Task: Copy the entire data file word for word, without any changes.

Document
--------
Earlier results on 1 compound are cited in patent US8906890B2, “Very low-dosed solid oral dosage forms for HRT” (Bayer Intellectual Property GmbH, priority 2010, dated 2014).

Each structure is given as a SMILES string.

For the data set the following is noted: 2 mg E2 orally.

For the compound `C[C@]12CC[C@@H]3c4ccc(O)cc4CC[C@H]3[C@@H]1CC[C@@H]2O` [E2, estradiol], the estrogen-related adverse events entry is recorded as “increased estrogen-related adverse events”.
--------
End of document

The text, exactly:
Earlier results on 1 compound are cited in patent US8906890B2, “Very low-dosed solid oral dosage forms for HRT” (Bayer Intellectual Property GmbH, priority 2010, dated 2014).

Each structure is given as a SMILES string.

For the data set the following is noted: 2 mg E2 orally.

For the compound `C[C@]12CC[C@@H]3c4ccc(O)cc4CC[C@H]3[C@@H]1CC[C@@H]2O` [E2, estradiol], the estrogen-related adverse events entry is recorded as “increased estrogen-related adverse events”.